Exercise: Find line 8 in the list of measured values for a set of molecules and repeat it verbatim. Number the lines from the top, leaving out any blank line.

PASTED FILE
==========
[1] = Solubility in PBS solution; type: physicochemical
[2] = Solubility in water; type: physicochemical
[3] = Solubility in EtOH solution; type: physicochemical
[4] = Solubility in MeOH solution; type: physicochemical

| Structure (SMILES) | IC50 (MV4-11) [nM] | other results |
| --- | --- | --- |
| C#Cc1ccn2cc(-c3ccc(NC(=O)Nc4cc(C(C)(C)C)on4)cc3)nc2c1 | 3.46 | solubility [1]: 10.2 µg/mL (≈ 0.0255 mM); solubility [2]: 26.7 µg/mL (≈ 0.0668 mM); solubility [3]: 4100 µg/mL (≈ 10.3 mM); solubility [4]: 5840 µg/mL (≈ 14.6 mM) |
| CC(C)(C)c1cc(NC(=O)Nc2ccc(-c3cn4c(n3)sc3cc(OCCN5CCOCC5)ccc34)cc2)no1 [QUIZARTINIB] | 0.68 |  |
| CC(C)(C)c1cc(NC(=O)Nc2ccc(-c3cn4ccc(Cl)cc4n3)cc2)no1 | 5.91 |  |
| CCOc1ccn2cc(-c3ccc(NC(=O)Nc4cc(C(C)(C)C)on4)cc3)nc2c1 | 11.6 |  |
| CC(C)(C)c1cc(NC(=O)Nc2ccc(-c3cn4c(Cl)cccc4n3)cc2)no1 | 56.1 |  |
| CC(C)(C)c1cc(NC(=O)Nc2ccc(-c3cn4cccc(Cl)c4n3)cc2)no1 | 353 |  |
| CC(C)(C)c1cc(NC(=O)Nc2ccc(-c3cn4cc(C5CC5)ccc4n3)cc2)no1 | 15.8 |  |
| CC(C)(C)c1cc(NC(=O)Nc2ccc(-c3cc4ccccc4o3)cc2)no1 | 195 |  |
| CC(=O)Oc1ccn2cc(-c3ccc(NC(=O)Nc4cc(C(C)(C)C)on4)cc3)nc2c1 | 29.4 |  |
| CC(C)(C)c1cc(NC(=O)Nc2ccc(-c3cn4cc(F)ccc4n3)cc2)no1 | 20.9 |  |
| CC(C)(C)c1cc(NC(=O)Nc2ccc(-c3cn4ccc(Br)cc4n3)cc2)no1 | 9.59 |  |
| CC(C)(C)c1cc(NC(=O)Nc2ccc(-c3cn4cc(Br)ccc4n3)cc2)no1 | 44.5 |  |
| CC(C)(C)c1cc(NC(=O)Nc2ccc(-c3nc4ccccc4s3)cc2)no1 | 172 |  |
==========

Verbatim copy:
| CC(C)(C)c1cc(NC(=O)Nc2ccc(-c3cn4c(n3)sc3cc(OCCN5CCOCC5)ccc34)cc2)no1 [QUIZARTINIB] | 0.68 |  |